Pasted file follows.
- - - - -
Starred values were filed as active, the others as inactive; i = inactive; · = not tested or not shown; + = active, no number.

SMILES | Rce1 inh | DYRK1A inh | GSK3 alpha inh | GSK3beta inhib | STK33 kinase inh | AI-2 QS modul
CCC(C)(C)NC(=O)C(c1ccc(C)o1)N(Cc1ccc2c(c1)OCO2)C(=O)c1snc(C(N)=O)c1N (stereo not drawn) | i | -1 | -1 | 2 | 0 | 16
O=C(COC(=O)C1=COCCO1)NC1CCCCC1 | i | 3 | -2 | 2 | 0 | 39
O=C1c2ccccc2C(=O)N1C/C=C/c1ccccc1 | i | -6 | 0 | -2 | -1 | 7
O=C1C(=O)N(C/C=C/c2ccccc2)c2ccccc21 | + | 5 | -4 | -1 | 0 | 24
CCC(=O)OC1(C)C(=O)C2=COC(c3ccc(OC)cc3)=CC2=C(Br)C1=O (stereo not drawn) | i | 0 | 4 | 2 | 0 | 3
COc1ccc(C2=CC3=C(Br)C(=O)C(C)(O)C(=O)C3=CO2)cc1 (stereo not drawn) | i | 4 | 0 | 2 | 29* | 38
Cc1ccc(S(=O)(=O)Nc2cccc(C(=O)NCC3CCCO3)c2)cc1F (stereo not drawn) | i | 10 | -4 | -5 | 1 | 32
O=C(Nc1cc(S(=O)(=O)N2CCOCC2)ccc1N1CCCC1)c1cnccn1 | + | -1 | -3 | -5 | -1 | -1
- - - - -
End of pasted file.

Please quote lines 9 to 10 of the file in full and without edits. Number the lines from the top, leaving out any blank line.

Cc1ccc(S(=O)(=O)Nc2cccc(C(=O)NCC3CCCO3)c2)cc1F (stereo not drawn) | i | 10 | -4 | -5 | 1 | 32
O=C(Nc1cc(S(=O)(=O)N2CCOCC2)ccc1N1CCCC1)c1cnccn1 | + | -1 | -3 | -5 | -1 | -1